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What’s Bugging You?

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Empowerment
What’s Bugging You?

bee-blackeyed susan conflowe.jpghttps://www.lamorindaweekly.com/archive/issue1312/Digging-Deep-with-Goddess-Gardener-Cynthia-Brian-Whats-bugging-you.html

“…many plants of many kinds, with birds singing on the bushes, with various insects flitting about, and with worms crawling through the damp earth.” Charles Darwin

Twenty-three honeybees, ten lady beetles, five lizards, three frogs, and several spiders.

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Within two hours on a very hot day this past week, the rescue count from the swimming pool kept mounting. I was afraid to leave the water lest more of my garden friends would drown.  It’s summer and the flying insects, creepy crawlies, and slithering creatures are in abundance.  The ones I want to save are the ones that are our garden guardians. 

The Good Guys

Bees

We’ve all heard about the Colony Collapse Disorder affecting honey bees worldwide and the importance of protecting our all bees. Don’t confuse honey bees with carnivorous yellowjackets. Bees, bumble bees, and yellowjackets are all pollinators yet honey bees and bumble bees don’t attack humans unless they are stepped on, slapped, swatted, or threatened. They are gathering pollen and the honey bees are making honey while keeping our fruit, flowers, and vegetables reproducing. 

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Lady Beetles

There are over 450 species of ladybugs in the United States and they are voracious consumers of aphids, caterpillars, lace bugs, mealybugs, scale, whiteflies, and mites. Lady beetles are perhaps the most beloved of all insects and even though you can purchase them for your garden, they will fly away when their food level declines. An adult will eat over 5,000 aphids in her lifetime.

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Lizards

Don’t be afraid of these garden helpers. Lizards are carnivores, not plant-eaters. You are fortunate if you have lizards in your yard. They eat beetles, ants, wasps, aphids, and grasshoppers. They like to bask in the sun and also shelter under rocks or in the mulch. Predators to lizards include cats, snakes, and birds. 

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Frogs

Both frogs are toads are amphibians living on both land and in water. They need moisture to survive and prey upon snails, slugs, and other insects. However, if they fall into a swimming pool without a way to escape, they will drown. In one summer, a single toad may devour over 10,000 pests.  Some species will eat mosquito larvae. Like our lizard friends, pets, birds, and snakes enjoy them as a meal. Enjoy their choral music at dusk.

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Spiders

Fear of spiders is one of the most common phobias even though most spiders do not bite humans.  The two biting spiders with venom that can be fatal to humans are the black widow and the brown recluse. Spiders are not insects.  Spiders are arthropods as they have eight legs.  As happy hunters, they are excellent garden pest control managers, actually considered to be the most beneficial and efficient insect eradicator in our landscapes.  When you see a spider web, admire its delicate intricacy. Don’t destroy it. Inside your home, spiders are helping eradicate more invasive bugs.  Spiders don’t carry diseases like mosquitoes or ticks.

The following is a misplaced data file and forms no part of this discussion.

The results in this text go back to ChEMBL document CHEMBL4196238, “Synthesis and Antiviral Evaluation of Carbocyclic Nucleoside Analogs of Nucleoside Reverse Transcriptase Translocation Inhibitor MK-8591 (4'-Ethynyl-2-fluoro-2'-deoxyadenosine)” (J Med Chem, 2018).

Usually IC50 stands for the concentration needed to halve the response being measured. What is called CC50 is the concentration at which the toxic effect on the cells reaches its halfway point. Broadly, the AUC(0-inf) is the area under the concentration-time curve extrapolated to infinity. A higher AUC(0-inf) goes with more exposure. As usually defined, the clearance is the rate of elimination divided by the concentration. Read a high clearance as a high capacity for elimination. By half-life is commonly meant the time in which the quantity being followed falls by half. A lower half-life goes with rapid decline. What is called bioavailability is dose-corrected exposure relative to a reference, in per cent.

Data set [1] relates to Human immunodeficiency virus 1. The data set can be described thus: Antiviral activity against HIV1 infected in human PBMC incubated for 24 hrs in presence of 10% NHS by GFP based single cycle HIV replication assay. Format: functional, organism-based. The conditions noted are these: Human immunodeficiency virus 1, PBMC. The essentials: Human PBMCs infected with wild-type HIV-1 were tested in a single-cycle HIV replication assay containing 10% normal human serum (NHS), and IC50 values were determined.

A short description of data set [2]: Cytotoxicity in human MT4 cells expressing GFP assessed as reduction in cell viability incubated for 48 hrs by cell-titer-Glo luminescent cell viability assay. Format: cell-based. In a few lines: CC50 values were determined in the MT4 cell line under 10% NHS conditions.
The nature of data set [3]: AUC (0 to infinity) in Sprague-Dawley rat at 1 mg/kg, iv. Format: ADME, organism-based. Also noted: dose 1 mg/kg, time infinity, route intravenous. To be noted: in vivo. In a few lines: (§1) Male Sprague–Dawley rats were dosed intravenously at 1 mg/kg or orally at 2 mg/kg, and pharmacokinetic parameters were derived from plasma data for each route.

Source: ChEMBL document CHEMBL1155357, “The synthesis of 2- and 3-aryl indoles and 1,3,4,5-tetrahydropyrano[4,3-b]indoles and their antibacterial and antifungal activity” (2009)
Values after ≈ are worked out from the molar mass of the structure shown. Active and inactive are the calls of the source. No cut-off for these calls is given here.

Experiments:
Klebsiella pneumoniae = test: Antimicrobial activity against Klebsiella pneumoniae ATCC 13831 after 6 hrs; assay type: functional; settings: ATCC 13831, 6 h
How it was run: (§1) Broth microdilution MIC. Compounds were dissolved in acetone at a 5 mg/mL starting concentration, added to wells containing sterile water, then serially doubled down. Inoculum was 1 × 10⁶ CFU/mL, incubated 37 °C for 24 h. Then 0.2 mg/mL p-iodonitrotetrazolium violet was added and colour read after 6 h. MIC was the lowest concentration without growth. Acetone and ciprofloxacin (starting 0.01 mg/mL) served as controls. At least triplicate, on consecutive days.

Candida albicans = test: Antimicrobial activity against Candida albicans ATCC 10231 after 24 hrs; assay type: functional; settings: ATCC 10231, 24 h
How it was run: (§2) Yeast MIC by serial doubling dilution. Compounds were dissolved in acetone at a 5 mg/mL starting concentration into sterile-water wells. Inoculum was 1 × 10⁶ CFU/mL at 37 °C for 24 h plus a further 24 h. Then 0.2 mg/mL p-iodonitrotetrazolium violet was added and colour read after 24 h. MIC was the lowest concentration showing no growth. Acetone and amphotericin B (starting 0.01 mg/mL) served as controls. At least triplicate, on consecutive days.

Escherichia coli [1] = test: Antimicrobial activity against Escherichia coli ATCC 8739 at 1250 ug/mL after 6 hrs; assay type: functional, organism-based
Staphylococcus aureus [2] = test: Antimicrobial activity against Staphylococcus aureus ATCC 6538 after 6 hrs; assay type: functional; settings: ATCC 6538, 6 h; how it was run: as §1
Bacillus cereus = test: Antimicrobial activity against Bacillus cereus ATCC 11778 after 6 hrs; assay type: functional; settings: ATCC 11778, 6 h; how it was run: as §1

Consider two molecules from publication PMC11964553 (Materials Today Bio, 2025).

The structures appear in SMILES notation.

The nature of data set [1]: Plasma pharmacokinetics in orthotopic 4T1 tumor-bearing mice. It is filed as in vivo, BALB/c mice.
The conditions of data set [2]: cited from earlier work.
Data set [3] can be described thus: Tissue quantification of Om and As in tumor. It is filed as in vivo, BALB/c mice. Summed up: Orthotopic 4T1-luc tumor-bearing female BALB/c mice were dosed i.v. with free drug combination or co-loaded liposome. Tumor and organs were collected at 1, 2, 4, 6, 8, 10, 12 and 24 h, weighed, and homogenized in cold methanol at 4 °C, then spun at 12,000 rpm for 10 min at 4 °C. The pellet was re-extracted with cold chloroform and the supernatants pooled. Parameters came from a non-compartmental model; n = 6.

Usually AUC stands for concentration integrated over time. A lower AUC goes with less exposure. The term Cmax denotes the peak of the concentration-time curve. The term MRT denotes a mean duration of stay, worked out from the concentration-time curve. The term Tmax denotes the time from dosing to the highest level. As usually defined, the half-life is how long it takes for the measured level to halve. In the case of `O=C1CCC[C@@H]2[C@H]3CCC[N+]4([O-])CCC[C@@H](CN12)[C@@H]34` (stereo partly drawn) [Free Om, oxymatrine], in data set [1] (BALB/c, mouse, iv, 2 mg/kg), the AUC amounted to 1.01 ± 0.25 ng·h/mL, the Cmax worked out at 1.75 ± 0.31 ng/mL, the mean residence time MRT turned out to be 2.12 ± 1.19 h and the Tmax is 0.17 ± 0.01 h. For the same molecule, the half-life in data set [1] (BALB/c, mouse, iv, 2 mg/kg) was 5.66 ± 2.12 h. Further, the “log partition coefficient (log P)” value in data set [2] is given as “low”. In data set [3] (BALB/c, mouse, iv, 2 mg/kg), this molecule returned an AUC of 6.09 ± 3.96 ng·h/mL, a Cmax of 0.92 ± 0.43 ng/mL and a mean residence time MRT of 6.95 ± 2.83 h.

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To keep the good guys attracted to our landscapes, eliminate pesticides, insecticides, and chemicals. Companion planting with a diversity of species will provide a variety of stalking and dining options. Offer shelters of mulch, rocks, small branches, and a water source.

The Bad Guys

Mosquitoes

Mosquito bites cause puffy red bumps that can itch for a week. Worse, mosquitoes are vectors for West Nile Virus that they transmit to humans. Empty any standing water around your garden and punch drainage holes in containers. Change birdbaths daily or add a re-circulating pump. If you have a pool or hot tub, keep it effectively chlorinated. Check for leaky faucets. It only takes a few days for larvae to mature. Vector Control is available at no charge to add mosquitofish (Gambusia affinis) to your pond water.

Yellowjackets

Although yellowjackets do help with pollination, they are scavengers for meat and sugary food, disrupting picnics, summer outdoor activities, and barbecues. Never squash a yellowjacket. When crushed they emit a chemical that calls to other yellowjackets to attack. They build nests in abandoned burrows, in eaves, and bushes. Because their sting is so potent and painful, if you find a nest, call Vector Control for eradication.

Ticks

Lyme disease is one of the fastest-growing epidemics with over 300,000 diagnoses occurring annually in the United States. Summer is the most likely time to be bitten by a tiny deer tick. Ticks are parasites that feed on blood. They live in brush piles, leaf litter, lawns, tree stumps, ground cover, and stone or brick walls. They even have been found on picnic tables and benches. It’s important to wear tick repellent clothing when outside and after being outdoors, conduct a full body check, take a shower, and put your clothes in a hot dryer for thirty minutes to kill any ticks, then wash your clothes. (I know, it seems weird to dry first, then wash, but the heat of the dryer kills the ticks) Check your pets. Ticks can be hard to find and can linger in your hair, clothing, or pet fur. If you find a tick, don’t twist it or turn it. Use sanitized pointed tweezers to grab the tick and pull it straight out. Wash the bite, apply antiseptic, save the tick for identification, and seek medical attention.

The “bad guys” are on my ‘danger watch out” list. I’ve had three trips already to either urgent care or the emergency room with ticks lodged in my neck that required surgery to remove.  Mosquitoes are my nemesis inflicting gigantic, itching bites with bumps that last for two weeks or more. In the last year, I’ve stumbled upon three yellowjacket nests, suffering multiple stings on my hand and arms with swelling that abated after a week. 

The “good guys” I’ll continue to rescue as they are my garden “watchdogs” along with the numerous birds and hummingbirds that thankfully aren’t nose-diving!